Neighborhood Tutoring Program, News, Student Perspectives, Student Spotlight

My Experience at FLOC (Libby’s Report)

Libby is a FLOC 8th grader and future journalist. She’s reporting to us today from the Saturday Afternoon Reading program. Here’s Libby:

Libby and Sarah Post Test 1Hello, my name is Libby, and I’m in the eighth grade. Today, I will be telling about my experience in FLOC and how it helps me learn.

This year, I have learned a lot in FLOC. I have improved in my vocabulary and in my reading in school. My teachers were really excited when I improved in my reading. I think FLOC is a great place for someone who needs help with reading or math. I also improved on my writing because my tutor Sarah and I do journaling. Journaling is when you have to pick a subject and write about it and then your tutor checks for any mistakes and how you can improve. I think improvements will help me because I want to become a journalist or a lawyer, but for each one you need reading and writing. FLOC is the best place to improve on reading or math.

My favorite memory of FLOC is when I met Sarah. Sarah was really nice to me when I met her and that was my favorite memory because it was the first time meeting someone from the government (Sarah works for government when she’s not volunteering). Sarah is really a understanding person. She’s nice, caring, radical, makes delicious cookies and is THE BEST TUTOR EVER!!! If Sarah is in FLOC next year I hope I’ll be with her again.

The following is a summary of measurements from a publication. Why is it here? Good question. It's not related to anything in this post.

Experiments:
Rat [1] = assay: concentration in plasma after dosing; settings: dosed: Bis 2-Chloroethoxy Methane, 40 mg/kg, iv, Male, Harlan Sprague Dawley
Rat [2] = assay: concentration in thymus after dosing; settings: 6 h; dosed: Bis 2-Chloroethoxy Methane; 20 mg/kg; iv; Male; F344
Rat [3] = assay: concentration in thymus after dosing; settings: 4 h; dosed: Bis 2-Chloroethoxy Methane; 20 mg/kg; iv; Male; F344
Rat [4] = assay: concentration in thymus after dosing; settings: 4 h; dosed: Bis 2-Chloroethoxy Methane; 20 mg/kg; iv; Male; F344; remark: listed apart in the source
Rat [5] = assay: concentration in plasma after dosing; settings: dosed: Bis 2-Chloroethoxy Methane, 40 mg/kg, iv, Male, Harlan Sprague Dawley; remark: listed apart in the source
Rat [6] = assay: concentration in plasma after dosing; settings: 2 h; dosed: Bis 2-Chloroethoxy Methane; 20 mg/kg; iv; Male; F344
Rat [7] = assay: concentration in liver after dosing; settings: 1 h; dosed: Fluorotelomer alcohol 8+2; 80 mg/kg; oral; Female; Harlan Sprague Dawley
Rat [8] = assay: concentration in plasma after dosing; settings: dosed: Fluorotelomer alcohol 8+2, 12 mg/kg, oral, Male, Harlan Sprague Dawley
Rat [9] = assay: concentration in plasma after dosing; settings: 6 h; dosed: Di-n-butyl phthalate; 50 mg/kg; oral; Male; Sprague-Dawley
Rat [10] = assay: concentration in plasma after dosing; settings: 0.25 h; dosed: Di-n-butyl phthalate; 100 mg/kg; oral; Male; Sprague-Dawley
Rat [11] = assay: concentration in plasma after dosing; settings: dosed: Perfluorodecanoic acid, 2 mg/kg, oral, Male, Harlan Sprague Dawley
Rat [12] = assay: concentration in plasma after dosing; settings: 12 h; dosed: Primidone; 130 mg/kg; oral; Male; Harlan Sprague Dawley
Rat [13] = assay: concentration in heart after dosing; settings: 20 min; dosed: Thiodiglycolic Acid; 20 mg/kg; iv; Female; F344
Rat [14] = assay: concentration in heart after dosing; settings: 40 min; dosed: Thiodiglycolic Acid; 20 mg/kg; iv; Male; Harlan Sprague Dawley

Libby and Sarah College Week

In conclusion, I think anyone who reads this should take my advice because FLOC is a great way to catch up to your education.

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Neighborhood Tutoring Program

Jubilee Thursdays

February was the start of the math program at Jubilee Housing. FLOC has had a relationship with Jubilee Housing and its youth services programming for many years. This started with Jubilee referring students, then progressed to hosting a program onsite. This is the second year that FLOC has been able to take a math tutoring program to Jubilee during the spring semester.

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Last week during program, one of the tutors, Jason, asked his student, Richard, if he would like to play trashketball after he took a practice timed test. In response, Richard pulled out his backpack… which just happened to have a basketball hoop inside of it. Throughout the night the kids and tutors would take turns playing basketball. A couple of the students are on math fact units and are studying to take a fluency test. In order to make studying more fun and just little competitive, the tutors decided they would play H.O.R.S.E. Before they could shoot, students had to answer a question first. The game got a little competitive between students and tutors, but of course, the students won!

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Incorporating games and activities into tutoring like this allows the students to stay more engaged and makes learning more interactive.

(Nicole Morgenstern is an NTP site coordinator. This spring, she’s supervising the Thursday tutoring program at Jubilee Housing.)

Neighborhood Tutoring Program, Volunteer Spotlight

Meet Brenna

BrennaBrenna began tutoring math at FLOC this past fall, after coming across the opportunity in a volunteering newsletter at Deloitte, where she works, and hearing her coworkers’ wonderful stories. Having worked with children in the past, Brenna was excited to work with today’s students and reengage in education, while also giving back to her community.